By Adam Hamm, Managing Director
Risk and Compliance
Cybersecurity and technology represent immense challenges and opportunities for all insurers and financial services companies. Organizations need to protect sensitive information and customer data to the greatest extent possible, and to recover as quickly as possible in the event of a breach.
Insurance companies store large amounts of personal information about their policyholders. Cybercriminals know this, and have been increasingly targeting insurers. The past two years have seen a dramatic increase in successful cyberattacks, exposing the personally-identifiable information of more than 100 million Americans. As a result, state insurance regulators have been looking for ways to protect consumers and ensure the integrity of the industry. This month, New York became the first state to adopt cybersecurity guidelines. And the National Association of Insurance Commissioners (NAIC) is working towards completing its Data Security Model Law.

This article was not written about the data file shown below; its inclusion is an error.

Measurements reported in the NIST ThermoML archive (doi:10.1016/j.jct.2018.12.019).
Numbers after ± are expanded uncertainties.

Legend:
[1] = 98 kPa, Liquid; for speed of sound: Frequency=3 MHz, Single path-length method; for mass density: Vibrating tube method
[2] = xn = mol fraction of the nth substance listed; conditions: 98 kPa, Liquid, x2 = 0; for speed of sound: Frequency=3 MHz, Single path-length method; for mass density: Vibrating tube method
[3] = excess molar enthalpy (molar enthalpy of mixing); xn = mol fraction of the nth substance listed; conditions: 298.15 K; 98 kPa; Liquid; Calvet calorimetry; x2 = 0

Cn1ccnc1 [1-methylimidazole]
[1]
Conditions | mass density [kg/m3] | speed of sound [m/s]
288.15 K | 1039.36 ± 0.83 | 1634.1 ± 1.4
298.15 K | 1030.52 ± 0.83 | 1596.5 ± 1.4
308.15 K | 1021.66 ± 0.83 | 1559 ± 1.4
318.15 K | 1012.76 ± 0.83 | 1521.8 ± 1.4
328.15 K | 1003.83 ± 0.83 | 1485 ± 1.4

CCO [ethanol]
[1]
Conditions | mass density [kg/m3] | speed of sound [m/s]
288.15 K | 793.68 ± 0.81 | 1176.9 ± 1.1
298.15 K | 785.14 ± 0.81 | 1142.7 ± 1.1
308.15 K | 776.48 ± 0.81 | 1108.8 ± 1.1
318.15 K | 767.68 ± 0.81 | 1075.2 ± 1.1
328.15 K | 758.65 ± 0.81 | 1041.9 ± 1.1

Last week, we published a new white paper on the upcoming Own Risk and Solvency Assessment (ORSA) requirement for insurers in 2015. ORSA is a key part of the Solvency Modernization Initiative of NAIC. For the insurance industry specifically, the ORSA challenges organizations to think about their solvency and risk management processes as part of their overall risk strategy, instead of just once a year when filing the report.
In this white paper, we provide an overview of the ORSA requirement and guide you through the ORSA process and report. We examine the risk management frameworks of leading insurance companies for common traits and issues, such as the lack of integration among various risk frameworks inside organizations. Readers can benefit from several specific suggestions aimed at helping insurers replace the traditional risk management process with a forward-looking one that embraces a more comprehensive enterprise risk management framework, as well as considers the organization’s solvency and capital adequacy. The hope is that by assessing risk in a continuous, future-oriented manner, companies can avoid repeating some of the mistakes and excesses that led to the turmoil of the financial crisis.